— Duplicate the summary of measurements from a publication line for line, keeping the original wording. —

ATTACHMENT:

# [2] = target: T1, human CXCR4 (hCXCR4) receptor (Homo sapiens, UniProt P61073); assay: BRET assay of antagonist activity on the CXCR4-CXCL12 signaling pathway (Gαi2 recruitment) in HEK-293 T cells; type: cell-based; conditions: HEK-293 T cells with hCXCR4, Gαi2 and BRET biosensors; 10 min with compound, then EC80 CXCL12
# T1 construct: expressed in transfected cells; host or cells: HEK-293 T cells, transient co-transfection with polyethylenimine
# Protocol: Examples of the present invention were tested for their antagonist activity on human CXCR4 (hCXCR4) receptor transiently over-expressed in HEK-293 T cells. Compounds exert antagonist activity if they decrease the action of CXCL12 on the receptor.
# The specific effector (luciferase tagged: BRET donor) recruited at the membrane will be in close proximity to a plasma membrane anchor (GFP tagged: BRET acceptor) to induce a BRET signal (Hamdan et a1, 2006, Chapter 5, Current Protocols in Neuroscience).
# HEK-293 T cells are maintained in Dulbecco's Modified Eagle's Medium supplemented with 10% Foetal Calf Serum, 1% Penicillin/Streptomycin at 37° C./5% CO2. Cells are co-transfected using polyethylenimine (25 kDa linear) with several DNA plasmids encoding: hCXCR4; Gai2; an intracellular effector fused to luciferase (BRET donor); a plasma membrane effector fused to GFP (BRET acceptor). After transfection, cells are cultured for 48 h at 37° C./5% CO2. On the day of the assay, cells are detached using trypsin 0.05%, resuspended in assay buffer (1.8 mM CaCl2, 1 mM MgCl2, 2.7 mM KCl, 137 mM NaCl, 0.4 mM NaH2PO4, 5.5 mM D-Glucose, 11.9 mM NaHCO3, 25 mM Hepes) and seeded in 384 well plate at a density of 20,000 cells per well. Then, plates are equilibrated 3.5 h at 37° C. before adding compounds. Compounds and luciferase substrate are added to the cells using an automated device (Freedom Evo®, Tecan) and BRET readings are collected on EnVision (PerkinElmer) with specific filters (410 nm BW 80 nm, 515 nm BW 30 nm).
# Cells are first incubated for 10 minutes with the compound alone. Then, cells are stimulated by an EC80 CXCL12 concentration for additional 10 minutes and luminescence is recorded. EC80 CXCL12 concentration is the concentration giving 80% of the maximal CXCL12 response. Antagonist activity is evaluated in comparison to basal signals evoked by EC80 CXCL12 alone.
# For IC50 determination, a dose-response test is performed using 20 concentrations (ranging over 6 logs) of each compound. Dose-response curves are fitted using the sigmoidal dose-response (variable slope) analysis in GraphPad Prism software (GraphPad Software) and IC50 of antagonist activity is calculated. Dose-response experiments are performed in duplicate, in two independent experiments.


# [2] = target: T1, human CXCR4 (hCXCR4) receptor (Homo sapiens, UniProt P61073); assay: BRET assay of antagonist activity on the CXCR4-CXCL12 signaling pathway (Gαi2 recruitment) in HEK-293 T cells; type: cell-based; conditions: HEK-293 T cells with hCXCR4, Gαi2 and BRET biosensors; 10 min with compound, then EC80 CXCL12
# T1 construct: expressed in transfected cells; host or cells: HEK-293 T cells, transient co-transfection with polyethylenimine
# Protocol: Examples of the present invention were tested for their antagonist activity on human CXCR4 (hCXCR4) receptor transiently over-expressed in HEK-293 T cells. Compounds exert antagonist activity if they decrease the action of CXCL12 on the receptor.
# The specific effector (luciferase tagged: BRET donor) recruited at the membrane will be in close proximity to a plasma membrane anchor (GFP tagged: BRET acceptor) to induce a BRET signal (Hamdan et a1, 2006, Chapter 5, Current Protocols in Neuroscience).
# HEK-293 T cells are maintained in Dulbecco's Modified Eagle's Medium supplemented with 10% Foetal Calf Serum, 1% Penicillin/Streptomycin at 37° C./5% CO2. Cells are co-transfected using polyethylenimine (25 kDa linear) with several DNA plasmids encoding: hCXCR4; Gai2; an intracellular effector fused to luciferase (BRET donor); a plasma membrane effector fused to GFP (BRET acceptor). After transfection, cells are cultured for 48 h at 37° C./5% CO2. On the day of the assay, cells are detached using trypsin 0.05%, resuspended in assay buffer (1.8 mM CaCl2, 1 mM MgCl2, 2.7 mM KCl, 137 mM NaCl, 0.4 mM NaH2PO4, 5.5 mM D-Glucose, 11.9 mM NaHCO3, 25 mM Hepes) and seeded in 384 well plate at a density of 20,000 cells per well. Then, plates are equilibrated 3.5 h at 37° C. before adding compounds. Compounds and luciferase substrate are added to the cells using an automated device (Freedom Evo®, Tecan) and BRET readings are collected on EnVision (PerkinElmer) with specific filters (410 nm BW 80 nm, 515 nm BW 30 nm).
# Cells are first incubated for 10 minutes with the compound alone. Then, cells are stimulated by an EC80 CXCL12 concentration for additional 10 minutes and luminescence is recorded. EC80 CXCL12 concentration is the concentration giving 80% of the maximal CXCL12 response. Antagonist activity is evaluated in comparison to basal signals evoked by EC80 CXCL12 alone.
# For IC50 determination, a dose-response test is performed using 20 concentrations (ranging over 6 logs) of each compound. Dose-response curves are fitted using the sigmoidal dose-response (variable slope) analysis in GraphPad Prism software (GraphPad Software) and IC50 of antagonist activity is calculated. Dose-response experiments are performed in duplicate, in two independent experiments.